NASA’s Mars Curiosity rover experienced some downtime in November 2023. During that period, the rover did not just rest on its laurels. Instead, it filmed an intriguing video of Mars from dawn to dusk. The rover recorded the footage in two black-and-white videos on Nov. 8 while celebrating its 4,002nd Martian day (sol).
The rover experienced downtime during its search for extraterrestrial lifeform on Mars. the downtime was caused by Mars passing around the opposite side of the Sun to Earth. During these periods, astronomers often say that Mars is currently experiencing solar conjunctions. Hence, the ground control team will stop sending messages to the robots on Mars as the solar plasma can alter these commands.
However, the robots on Mars regularly send “health checks” back to the control team on Earth. During this year’s Mars solar conjunctions, the Mars rovers did not receive commands for two weeks which started on Nov. 11 and ended on Nov. 25. The last instruction was given to Curiosity to start filming its surroundings using its two Hazard-Avoidance Cameras (HazCams).
How Mars Curiosity rover Captured the Recent Footage On the Red Planet
Curiosity’s two Hazard-Avoidance Cameras often help the rover detect rocks, slopes, and other dangerous objects that may harm its technologies as it traverses around Mars. However, since, the rover will not move around during the Mars solar conjunctions, it will not need its HazCams to identify any danger.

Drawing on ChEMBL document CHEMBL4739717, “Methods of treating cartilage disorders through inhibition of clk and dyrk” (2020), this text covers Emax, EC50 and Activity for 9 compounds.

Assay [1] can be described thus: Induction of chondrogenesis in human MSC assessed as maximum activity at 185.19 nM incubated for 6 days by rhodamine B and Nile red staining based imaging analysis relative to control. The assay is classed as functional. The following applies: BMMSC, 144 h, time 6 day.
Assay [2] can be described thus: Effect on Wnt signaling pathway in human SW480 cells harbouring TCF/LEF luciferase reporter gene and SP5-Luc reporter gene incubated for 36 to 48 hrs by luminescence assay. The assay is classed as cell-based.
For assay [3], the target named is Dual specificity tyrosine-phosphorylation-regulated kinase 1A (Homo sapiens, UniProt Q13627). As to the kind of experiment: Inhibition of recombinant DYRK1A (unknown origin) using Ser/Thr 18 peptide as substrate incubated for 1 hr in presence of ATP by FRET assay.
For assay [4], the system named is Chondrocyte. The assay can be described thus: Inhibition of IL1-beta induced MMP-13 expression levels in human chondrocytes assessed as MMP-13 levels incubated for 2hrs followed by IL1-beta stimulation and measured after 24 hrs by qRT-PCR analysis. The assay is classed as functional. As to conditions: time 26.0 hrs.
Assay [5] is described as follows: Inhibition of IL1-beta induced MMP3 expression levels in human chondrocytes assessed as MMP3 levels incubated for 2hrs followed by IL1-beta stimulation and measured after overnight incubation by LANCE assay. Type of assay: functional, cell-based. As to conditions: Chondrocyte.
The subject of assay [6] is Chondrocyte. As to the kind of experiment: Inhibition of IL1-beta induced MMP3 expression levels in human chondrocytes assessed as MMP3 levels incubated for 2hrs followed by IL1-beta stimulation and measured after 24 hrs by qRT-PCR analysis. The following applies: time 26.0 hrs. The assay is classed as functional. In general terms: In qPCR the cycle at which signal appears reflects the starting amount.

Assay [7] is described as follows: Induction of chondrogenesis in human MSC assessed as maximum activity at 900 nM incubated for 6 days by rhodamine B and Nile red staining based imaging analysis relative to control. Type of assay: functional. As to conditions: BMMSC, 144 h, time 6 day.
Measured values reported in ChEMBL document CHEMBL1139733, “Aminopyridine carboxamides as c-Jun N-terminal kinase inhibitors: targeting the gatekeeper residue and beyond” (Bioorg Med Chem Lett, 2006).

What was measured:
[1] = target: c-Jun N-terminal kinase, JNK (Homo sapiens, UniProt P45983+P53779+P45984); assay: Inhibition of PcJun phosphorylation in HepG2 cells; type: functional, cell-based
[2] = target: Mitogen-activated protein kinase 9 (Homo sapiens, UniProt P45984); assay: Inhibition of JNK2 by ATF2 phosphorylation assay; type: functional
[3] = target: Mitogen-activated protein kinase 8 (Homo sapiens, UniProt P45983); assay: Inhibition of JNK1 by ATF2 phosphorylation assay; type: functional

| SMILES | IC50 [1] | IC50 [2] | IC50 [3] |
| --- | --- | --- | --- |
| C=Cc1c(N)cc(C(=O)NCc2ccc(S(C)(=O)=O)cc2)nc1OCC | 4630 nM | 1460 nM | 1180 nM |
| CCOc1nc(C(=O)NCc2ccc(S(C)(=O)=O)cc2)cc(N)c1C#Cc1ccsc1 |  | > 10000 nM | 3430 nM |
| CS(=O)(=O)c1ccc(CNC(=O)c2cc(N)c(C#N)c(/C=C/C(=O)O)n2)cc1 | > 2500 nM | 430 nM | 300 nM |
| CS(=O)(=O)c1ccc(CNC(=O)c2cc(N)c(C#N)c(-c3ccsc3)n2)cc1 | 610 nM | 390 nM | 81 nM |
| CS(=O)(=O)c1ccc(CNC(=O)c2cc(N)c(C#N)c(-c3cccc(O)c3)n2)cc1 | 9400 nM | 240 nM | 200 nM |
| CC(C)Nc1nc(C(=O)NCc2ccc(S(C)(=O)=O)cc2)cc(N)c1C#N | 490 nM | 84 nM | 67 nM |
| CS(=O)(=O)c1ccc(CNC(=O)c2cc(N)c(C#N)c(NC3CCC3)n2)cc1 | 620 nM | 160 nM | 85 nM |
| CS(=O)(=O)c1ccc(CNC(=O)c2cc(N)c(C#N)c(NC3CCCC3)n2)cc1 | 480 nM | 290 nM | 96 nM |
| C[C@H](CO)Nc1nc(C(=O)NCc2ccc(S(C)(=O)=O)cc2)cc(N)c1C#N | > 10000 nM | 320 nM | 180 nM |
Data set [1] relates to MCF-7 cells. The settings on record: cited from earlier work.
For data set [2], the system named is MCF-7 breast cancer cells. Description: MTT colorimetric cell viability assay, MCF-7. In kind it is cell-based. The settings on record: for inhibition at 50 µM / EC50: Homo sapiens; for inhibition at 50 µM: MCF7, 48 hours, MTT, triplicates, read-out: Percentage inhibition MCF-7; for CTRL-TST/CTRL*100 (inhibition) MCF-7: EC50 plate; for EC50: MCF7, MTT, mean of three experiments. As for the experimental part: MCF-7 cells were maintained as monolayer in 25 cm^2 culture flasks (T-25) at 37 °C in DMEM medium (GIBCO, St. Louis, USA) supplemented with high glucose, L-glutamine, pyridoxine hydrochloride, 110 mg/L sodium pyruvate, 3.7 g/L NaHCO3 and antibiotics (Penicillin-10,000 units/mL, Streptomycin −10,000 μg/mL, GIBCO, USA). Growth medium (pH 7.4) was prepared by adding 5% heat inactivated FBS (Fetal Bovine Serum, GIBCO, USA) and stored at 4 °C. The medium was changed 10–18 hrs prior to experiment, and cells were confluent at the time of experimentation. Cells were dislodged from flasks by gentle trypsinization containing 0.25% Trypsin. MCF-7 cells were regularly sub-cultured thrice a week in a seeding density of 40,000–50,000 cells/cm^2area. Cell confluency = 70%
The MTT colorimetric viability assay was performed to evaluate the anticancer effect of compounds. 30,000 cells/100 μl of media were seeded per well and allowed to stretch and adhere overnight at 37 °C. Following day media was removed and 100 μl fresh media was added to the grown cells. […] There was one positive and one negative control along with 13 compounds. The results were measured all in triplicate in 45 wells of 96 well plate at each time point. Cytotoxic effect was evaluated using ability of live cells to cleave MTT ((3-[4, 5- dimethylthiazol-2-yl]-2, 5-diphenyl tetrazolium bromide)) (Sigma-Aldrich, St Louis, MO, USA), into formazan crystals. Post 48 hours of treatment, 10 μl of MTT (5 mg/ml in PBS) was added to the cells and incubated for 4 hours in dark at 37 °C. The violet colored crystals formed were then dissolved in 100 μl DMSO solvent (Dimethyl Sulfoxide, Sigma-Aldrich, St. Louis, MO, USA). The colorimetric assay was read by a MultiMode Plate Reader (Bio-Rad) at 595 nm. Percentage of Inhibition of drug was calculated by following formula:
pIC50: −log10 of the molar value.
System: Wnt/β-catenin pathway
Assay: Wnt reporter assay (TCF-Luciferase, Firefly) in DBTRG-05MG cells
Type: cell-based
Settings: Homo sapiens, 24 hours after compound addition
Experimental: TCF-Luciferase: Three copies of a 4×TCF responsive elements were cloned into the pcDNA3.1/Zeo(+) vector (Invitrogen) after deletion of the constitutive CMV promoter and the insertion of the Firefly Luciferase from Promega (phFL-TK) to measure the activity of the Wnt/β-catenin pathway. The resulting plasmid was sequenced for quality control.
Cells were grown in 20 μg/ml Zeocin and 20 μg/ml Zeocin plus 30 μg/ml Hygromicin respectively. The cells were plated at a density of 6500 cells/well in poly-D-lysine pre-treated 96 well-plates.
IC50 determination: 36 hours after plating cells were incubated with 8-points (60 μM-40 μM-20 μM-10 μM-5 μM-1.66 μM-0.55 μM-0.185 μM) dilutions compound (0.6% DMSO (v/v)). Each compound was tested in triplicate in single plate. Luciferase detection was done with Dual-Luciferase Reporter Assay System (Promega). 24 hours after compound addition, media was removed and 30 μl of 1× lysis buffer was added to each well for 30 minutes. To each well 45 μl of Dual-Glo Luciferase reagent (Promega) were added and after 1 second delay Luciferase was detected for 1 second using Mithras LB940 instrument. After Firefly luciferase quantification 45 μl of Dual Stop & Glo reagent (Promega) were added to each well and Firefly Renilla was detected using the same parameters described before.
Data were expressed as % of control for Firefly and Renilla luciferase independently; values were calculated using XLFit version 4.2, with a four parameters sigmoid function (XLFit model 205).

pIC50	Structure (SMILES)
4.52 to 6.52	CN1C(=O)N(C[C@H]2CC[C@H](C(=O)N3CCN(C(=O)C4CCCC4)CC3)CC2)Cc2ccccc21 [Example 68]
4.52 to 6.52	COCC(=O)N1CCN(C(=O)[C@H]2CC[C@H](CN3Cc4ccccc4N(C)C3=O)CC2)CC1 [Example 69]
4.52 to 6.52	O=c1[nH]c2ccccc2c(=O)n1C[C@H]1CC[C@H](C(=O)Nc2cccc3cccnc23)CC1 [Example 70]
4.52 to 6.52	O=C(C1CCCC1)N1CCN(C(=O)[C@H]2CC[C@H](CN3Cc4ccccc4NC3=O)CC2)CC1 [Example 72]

Instead, the ground team took advantage of the opportunity to film the red planet from dawn to dusk. The footage reveals 12 hours of fascinating snapshots filmed over the period of 24 hours, 37 minutes, and 22-second Martian day. The rover recorded the video between 5:30 a.m. to 5:30 p.m. local time.
The video showed the shadow of the Curiosity rover drifting over the Martian surface. The ground team anticipated seeing the Martian clouds or dust devils blow over Mars’ surface in the 25-frame videos. However, the anticipated Martian weather was absent during the recording. The footage revealed a valley carved into Mount Sharp or Aeolis Mons.
This is about the 3-mile (5-kilometer) mountain in the Gale Crater region of Mars. The rover has been navigating across this region since it landed on Mars in August 2012. Curiosity still remains in good health and we hope to see it perform more greatly on the course of exploring Mars.